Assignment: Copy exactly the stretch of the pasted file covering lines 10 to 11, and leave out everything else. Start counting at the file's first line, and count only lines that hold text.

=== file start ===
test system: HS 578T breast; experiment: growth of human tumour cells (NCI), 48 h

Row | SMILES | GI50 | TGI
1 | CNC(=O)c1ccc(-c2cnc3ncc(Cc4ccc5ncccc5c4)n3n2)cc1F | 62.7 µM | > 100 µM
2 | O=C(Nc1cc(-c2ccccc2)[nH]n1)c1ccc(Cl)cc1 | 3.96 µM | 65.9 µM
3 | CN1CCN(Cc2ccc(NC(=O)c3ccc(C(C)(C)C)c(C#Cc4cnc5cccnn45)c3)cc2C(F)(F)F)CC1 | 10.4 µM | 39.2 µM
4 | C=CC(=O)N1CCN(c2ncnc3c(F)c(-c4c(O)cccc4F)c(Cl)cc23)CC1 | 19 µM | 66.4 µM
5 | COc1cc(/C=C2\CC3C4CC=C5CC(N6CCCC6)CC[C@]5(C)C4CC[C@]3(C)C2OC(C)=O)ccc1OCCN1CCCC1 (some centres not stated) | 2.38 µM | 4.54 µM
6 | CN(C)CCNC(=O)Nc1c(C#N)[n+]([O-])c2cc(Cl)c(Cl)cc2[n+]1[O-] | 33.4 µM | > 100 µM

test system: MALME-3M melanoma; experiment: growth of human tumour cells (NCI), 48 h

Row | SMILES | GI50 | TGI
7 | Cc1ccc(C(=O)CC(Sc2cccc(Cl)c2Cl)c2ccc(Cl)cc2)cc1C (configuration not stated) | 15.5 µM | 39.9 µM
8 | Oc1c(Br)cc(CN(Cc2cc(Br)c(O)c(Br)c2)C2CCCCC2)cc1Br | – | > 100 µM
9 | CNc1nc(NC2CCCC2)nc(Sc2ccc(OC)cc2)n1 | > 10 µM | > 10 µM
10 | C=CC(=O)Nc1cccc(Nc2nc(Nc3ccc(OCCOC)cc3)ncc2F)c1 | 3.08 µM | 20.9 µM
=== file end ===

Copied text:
Row | SMILES | GI50 | TGI
7 | Cc1ccc(C(=O)CC(Sc2cccc(Cl)c2Cl)c2ccc(Cl)cc2)cc1C (configuration not stated) | 15.5 µM | 39.9 µM